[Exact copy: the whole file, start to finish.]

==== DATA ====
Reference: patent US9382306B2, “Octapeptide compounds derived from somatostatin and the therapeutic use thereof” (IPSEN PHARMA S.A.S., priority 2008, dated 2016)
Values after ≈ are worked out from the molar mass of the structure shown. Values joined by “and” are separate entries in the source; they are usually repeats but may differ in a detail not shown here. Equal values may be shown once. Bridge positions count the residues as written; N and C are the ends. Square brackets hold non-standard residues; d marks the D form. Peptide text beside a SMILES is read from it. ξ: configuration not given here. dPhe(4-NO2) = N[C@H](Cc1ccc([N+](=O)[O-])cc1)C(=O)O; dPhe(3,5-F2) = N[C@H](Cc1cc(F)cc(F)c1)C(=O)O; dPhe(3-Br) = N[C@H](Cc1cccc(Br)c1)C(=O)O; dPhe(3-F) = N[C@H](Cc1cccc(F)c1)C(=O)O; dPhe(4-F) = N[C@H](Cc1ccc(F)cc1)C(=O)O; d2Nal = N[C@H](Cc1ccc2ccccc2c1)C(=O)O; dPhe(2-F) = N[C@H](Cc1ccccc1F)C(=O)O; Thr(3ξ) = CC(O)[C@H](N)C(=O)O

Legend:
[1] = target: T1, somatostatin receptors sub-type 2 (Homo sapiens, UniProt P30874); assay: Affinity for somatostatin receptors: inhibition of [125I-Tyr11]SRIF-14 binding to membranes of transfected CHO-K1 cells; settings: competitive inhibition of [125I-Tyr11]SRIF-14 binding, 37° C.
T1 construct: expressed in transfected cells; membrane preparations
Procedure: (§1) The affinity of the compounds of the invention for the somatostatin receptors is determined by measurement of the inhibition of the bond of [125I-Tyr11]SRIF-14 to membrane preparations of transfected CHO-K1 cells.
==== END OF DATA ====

Reference: patent US9382306B2, “Octapeptide compounds derived from somatostatin and the therapeutic use thereof” (IPSEN PHARMA S.A.S., priority 2008, dated 2016)
Values after ≈ are worked out from the molar mass of the structure shown. Values joined by “and” are separate entries in the source; they are usually repeats but may differ in a detail not shown here. Equal values may be shown once. Bridge positions count the residues as written; N and C are the ends. Square brackets hold non-standard residues; d marks the D form. Peptide text beside a SMILES is read from it. ξ: configuration not given here. dPhe(4-NO2) = N[C@H](Cc1ccc([N+](=O)[O-])cc1)C(=O)O; dPhe(3,5-F2) = N[C@H](Cc1cc(F)cc(F)c1)C(=O)O; dPhe(3-Br) = N[C@H](Cc1cccc(Br)c1)C(=O)O; dPhe(3-F) = N[C@H](Cc1cccc(F)c1)C(=O)O; dPhe(4-F) = N[C@H](Cc1ccc(F)cc1)C(=O)O; d2Nal = N[C@H](Cc1ccc2ccccc2c1)C(=O)O; dPhe(2-F) = N[C@H](Cc1ccccc1F)C(=O)O; Thr(3ξ) = CC(O)[C@H](N)C(=O)O

Legend:
[1] = target: T1, somatostatin receptors sub-type 2 (Homo sapiens, UniProt P30874); assay: Affinity for somatostatin receptors: inhibition of [125I-Tyr11]SRIF-14 binding to membranes of transfected CHO-K1 cells; settings: competitive inhibition of [125I-Tyr11]SRIF-14 binding, 37° C.
T1 construct: expressed in transfected cells; membrane preparations
Procedure: (§1) The affinity of the compounds of the invention for the somatostatin receptors is determined by measurement of the inhibition of the bond of [125I-Tyr11]SRIF-14 to membrane preparations of transfected CHO-K1 cells.